ORMESBY, James (d.1400/1), of Holborn, Mdx.

Published in The History of Parliament: the House of Commons 1386-1421, ed. J.S. Roskell, L. Clark, C. Rawcliffe., 1993
Available from Boydell and Brewer



Family and Education

m. by Nov. 1388, Eleanor.1

Offices Held

Common huntsman of London 28 Oct. 1392-d.2

Commr. to receive prisoners from Windsor at Newgate gaol, London Feb. 1393.


This obscure shire knight may have been related to the John Ormesby who served as a buyer for the royal household in 1365, but his background and parentage are now unknown. His name suggests a possible connexion with Ormsby in Lincolnshire; and, indeed, in March 1387 he stood surety for two persons from the diocese of Lincoln who were appealing against the bishop’s orders for their excommunication.3 By 1376, however, Ormesby had acquired a tenement in Holborn, which was still in his hands some eight years later. During this period Sir Baldwin Raddington, the controller of the royal household, made Ormesby a feoffee-to-uses of his manor of Durants in Enfield, Middlesex, so his links with the county which later returned him to Parliament must already have been quite strong.4 In November 1388, he and his wife, Eleanor, were confirmed in possession of their property in Holborn by Nicholas Held, to whom part of it eventually reverted. The year 1393 saw Ormesby sufficiently well-established in the City to be made common huntsman of London, a post usually held by esquires or gentlemen, which, in the following century, carried with it a salary of £10 a year with clothing. Four months later he was chosen as a royal commissioner for the delivery of prisoners to Newgate. Shortly afterwards, together with Adam Bamme* and other distinguished Londoners, he became trustee of John Marchaunt’s extensive holdings in London, although he does not otherwise appear to have been involved in transactions of this kind. In June 1398 he obtained royal letters of pardon, issued to him no doubt, as to so many others, on a purely formal basis.5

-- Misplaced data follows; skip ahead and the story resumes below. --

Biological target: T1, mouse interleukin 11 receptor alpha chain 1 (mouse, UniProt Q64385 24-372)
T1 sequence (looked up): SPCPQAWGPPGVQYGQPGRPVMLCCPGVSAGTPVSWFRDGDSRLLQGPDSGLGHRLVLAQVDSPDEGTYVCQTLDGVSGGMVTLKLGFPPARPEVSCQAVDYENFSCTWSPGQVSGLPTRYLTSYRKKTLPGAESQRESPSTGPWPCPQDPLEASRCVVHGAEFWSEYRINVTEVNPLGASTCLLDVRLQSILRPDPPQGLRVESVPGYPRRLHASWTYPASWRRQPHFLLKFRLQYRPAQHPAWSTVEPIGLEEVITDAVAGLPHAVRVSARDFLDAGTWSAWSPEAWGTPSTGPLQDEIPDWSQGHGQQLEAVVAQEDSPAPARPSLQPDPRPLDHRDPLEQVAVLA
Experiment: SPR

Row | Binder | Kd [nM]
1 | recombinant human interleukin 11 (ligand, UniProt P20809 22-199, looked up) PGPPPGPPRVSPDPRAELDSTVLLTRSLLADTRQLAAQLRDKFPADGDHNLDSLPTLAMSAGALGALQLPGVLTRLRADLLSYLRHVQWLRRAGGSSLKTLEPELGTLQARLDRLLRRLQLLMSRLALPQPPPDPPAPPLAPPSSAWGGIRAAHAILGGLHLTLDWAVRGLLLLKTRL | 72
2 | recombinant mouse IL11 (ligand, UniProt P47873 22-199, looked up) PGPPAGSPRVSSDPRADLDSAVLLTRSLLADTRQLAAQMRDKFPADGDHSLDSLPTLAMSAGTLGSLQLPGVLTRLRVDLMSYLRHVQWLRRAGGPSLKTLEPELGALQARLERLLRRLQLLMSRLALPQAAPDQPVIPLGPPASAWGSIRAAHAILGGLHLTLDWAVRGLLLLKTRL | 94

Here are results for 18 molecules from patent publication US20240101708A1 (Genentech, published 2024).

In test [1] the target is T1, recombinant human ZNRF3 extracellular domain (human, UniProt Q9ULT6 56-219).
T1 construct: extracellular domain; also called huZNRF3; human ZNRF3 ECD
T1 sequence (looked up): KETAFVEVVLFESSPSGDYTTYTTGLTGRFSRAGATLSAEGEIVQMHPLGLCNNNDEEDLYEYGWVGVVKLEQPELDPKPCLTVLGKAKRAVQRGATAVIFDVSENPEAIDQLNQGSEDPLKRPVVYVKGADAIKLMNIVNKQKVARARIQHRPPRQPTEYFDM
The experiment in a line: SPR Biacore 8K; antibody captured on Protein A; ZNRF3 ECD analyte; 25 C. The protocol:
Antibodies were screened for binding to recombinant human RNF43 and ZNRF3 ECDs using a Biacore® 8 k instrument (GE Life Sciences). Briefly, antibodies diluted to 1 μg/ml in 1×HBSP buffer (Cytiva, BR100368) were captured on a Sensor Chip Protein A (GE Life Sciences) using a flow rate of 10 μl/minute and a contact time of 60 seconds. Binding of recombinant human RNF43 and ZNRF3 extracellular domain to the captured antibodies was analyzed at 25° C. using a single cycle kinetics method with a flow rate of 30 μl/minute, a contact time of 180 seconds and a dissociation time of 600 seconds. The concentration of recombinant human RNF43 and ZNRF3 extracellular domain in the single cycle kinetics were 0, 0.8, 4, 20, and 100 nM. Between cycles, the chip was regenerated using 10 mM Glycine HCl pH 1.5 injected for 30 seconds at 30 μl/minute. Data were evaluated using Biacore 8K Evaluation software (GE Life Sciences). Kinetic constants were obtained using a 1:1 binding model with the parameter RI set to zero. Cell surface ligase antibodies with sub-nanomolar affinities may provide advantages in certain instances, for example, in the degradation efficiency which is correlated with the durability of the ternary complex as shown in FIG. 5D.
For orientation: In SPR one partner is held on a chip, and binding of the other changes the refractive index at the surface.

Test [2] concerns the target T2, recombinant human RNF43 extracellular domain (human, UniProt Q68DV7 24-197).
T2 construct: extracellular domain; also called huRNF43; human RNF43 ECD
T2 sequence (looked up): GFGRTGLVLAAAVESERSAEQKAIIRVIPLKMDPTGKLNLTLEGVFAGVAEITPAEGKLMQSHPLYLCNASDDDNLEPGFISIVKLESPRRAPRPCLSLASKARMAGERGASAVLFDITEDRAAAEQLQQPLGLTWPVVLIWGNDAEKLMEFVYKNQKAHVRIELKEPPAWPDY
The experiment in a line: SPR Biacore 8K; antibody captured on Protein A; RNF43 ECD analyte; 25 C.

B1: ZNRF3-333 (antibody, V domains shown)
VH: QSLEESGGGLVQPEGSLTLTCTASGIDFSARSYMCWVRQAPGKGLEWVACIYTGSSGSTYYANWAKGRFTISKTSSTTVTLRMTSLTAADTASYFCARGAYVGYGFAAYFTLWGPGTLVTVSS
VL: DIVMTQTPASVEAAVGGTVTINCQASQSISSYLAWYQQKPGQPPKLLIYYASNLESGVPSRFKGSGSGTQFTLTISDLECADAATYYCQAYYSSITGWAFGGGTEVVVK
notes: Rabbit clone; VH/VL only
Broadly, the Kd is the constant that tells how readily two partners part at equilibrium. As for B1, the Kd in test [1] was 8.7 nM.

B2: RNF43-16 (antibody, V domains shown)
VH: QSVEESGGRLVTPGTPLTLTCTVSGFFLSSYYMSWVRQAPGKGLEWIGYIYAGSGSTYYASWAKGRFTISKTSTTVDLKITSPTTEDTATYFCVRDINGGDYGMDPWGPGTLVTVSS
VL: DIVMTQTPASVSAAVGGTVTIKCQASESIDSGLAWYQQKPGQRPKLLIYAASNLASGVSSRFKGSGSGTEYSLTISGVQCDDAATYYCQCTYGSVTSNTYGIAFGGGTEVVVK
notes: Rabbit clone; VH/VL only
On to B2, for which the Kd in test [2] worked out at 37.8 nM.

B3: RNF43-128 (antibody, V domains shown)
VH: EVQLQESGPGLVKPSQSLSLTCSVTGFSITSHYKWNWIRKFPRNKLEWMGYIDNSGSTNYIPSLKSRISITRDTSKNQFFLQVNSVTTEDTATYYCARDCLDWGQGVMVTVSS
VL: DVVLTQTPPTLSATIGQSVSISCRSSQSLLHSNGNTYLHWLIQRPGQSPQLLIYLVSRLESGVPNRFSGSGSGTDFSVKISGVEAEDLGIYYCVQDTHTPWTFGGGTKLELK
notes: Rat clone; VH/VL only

Ormesby died between the early summer of 1400 and 22 Jan. 1401, leaving his widow, Eleanor, and a chaplain named Hugh Brymbre to implement the terms of his will. He bequeathed his armour to the prior of Clerkenwell, but wished to be buried at the parish church of Cranford in Middlesex.6

Ref Volumes: 1386-1421

Author: C.R.


  • 1. Corporation of London RO, hr 117/55.
  • 2. Cal. Leter Bk. London, H, 388.
  • 3. CPR, 1364-7, p. 93; CCR, 1385-9, p. 307.
  • 4. CP25(1)151/76/47; Cart. St. Bartholomew’s Hosp. ed. Kerling, app. I, no. 93.
  • 5. Corporation of London RO, hr 117/55, 123/43; CPR, 1392-6, p. 239; C67/30 m. 5.
  • 6. Guildhall Lib. London, 9171/1, f. 467v.